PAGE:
Taking a break on the Mototapu Track, New Zealand. Image Laura Waters

In Bewildered you wrote about the physical and mental challenges of hiking the length of NZ. How has the book resonated with readers?

I learned a lot of things on the trail that were relevant in this day and age, but I wasn’t prepared for just how much the story would trigger and resonate with people. When I started the hike I was suffering from anxiety and depression from a toxic relationship and the pressures of the modern world. I was fearful, had low self esteem and doubted my ability. I wasn’t living my life fully.

Apart from the adventure of a long hike, the journey also transformed my personal and world view. I have had so many people contact me who are also struggling with similar things and who want to change their life. I was a little concerned about revealing too much of myself at first, but I knew that the real story of that journey was what happened within me. I had to just bite the bullet and share it. There is nothing unique about these internal struggles; so many of us share them.


Laura’s memoir Bewildered is based on her experiences walking the length of New Zealand. Image Laura Waters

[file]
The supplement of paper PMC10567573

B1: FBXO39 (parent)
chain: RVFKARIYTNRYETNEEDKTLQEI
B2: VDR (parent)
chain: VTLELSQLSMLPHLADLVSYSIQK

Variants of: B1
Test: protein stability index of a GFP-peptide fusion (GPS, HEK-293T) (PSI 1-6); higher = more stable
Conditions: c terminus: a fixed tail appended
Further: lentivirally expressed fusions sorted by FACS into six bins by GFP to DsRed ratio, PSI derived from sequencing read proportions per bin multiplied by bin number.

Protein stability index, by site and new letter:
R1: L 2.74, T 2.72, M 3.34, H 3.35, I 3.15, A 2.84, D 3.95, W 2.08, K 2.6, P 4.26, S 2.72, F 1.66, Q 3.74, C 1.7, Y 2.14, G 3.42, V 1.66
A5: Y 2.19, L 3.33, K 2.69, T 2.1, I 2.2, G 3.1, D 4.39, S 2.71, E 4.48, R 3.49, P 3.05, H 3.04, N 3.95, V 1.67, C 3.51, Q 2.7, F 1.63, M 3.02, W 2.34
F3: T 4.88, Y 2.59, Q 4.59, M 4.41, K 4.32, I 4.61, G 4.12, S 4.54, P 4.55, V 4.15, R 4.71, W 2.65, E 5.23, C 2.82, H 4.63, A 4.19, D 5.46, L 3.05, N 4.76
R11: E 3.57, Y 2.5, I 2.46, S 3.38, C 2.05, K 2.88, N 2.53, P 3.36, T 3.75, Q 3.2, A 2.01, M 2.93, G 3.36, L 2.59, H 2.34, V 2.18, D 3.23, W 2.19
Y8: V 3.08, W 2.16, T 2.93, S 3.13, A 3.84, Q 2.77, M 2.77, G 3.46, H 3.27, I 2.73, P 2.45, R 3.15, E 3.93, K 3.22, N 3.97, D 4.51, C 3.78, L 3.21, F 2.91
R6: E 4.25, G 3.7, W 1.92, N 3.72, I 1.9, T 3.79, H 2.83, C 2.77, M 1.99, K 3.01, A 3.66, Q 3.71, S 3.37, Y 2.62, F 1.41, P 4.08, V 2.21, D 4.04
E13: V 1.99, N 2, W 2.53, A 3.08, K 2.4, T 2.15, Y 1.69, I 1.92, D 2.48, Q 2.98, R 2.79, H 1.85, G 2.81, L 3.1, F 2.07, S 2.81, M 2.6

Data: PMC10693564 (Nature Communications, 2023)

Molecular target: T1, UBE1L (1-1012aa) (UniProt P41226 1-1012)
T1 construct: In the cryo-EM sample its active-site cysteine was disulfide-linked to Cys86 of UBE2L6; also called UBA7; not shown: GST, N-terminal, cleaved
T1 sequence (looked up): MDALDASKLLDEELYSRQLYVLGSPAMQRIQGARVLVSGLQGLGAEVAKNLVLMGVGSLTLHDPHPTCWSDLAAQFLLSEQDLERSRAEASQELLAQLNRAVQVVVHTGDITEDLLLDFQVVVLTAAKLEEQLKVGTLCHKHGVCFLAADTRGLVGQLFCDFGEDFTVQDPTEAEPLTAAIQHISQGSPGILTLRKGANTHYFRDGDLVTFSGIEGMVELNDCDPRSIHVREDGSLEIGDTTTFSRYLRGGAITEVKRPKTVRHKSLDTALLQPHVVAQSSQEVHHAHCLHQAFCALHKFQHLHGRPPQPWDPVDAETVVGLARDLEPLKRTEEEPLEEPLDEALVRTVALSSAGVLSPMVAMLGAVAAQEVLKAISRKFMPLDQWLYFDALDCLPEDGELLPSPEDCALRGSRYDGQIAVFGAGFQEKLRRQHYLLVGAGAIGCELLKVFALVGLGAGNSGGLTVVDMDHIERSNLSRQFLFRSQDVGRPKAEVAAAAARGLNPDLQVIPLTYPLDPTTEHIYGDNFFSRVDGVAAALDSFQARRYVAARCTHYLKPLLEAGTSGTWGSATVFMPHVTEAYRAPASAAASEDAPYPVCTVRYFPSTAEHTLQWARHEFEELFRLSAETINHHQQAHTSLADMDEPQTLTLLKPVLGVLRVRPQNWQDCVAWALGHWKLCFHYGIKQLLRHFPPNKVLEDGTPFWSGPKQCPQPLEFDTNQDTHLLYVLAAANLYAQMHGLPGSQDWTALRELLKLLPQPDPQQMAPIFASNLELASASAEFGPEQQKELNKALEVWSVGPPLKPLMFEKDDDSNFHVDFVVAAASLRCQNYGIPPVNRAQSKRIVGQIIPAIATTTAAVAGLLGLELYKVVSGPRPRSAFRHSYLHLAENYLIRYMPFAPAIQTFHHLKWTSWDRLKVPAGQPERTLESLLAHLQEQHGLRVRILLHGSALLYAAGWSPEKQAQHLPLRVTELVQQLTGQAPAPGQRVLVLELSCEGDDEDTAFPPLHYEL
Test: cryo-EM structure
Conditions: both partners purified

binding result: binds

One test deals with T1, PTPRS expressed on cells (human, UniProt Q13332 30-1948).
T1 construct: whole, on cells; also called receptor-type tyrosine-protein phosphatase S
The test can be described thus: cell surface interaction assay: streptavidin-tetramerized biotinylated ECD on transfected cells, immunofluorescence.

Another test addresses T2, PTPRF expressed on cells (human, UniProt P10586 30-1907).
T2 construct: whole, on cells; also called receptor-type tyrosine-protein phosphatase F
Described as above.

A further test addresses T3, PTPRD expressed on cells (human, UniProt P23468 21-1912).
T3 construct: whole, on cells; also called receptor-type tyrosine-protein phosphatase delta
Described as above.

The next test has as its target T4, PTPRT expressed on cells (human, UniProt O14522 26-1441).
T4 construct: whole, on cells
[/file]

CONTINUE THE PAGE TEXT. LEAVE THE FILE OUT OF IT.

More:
Laura’s memoir Bewildered is based on her experiences walking the length of New Zealand. Image Laura Waters

Can you describe a favourite moment you’ve experienced while hiking?

Ooh, it’s hard to pick one! There was a view in Nelson Lakes National Park on New Zealand’s South island that was so beautiful it made me cry. Waking up in the night while camping alone in a vast alpine valley and looking at the stars and moon was pretty special. Seeing Killer whales and glow worms at Queen Charlotte Sound…I could go on!

What about a least favourite moment? How do you deal with difficult, dangerous or challenging situations?

There were many challenging moments on the Te Araroa trail. I got caught in a snowstorm, where the cold was truly painful. I got blown off my feet on a mountain ridge which was scary. I dislocated my shoulder twice, got lost a few times (never for too long), battled overgrown forests and grovelled about on my hands and knees in the mud so many times to crawl under fallen trees.

It was exhausting at times. But I came to learn that I always found a way past the challenges and that discomfort would eventually end and the sun would come out again. I learned to just face each fear or challenge as I came to it, to assess the situation and deal with it without energy-sapping, blind worry.